Beware of the precautionary principle

Biotechnology activists are currently attempting to persuade South Africa’s parliamentarians to adopt a super cautious approach towards the utilisation of biotechnology in agricultural development. They suggested in the run-up to parliamentary hearings on the Genetically Modified Organisms (GMO) Bill that the ‘precautionary principle’ should be applied to the production of GMO’s.

At first sight the precautionary principle sounds reasonable and sensible. Have we not all since childhood been warned to ‘look before you leap’ or to follow the precept ‘if in doubt don’t’? Those who have followed the advice will no doubt at times have avoided danger, loss and even injury. On the other hand, if they followed the precautionary advice to avoid all risk they would have missed opportunities for adventure, career advancement and success. Not leaping out of the way of a vehicle before being sure of your landing could prove fatal.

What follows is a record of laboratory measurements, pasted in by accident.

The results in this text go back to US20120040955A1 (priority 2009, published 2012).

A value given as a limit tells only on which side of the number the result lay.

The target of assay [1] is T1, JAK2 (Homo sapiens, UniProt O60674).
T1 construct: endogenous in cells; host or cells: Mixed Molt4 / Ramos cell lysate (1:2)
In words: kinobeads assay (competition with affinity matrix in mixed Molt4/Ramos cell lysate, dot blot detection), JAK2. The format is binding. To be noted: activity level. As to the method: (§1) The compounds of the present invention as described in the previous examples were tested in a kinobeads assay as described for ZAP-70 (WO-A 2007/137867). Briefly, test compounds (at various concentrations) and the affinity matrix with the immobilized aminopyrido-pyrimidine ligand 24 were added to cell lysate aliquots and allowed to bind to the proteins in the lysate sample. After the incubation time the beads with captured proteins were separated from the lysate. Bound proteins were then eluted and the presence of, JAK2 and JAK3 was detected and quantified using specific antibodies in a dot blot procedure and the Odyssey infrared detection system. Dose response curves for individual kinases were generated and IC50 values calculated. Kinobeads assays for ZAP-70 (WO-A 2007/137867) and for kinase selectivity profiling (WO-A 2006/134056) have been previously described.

The Cartagena Protocol, which addresses a broad spectrum of issues related to the protection of biological diversity, has been incorporated into the GMO Bill. The Protocol’s stated intention is ‘the conservation of habitats in developing nations’ which is admirable and the agreement’s specific objective is crafted to sound unobjectionable. However, its reference to 'the precautionary approach' contained in Principle 15 of the Rio Declaration on Environment and Development should give us pause.

According to the statement, the objective of the Protocol is ‘to contribute to ensuring an adequate level of protection in the field of the safe transfer, handling and use of living modified organisms resulting from modern biotechnology that may have adverse effects on the conservation and sustainable use of biological diversity, taking also into account risks to human health, and specifically focusing on trans-boundary movements.’ Opponents of GMO’s, for whom the Protocol has become a useful tool, are inclined to exaggerate the risks and demand from governments that they regulate biotechnology to the point of extinction using its ‘precautionary approach’ to try and block even the most sensible government approaches to the issue.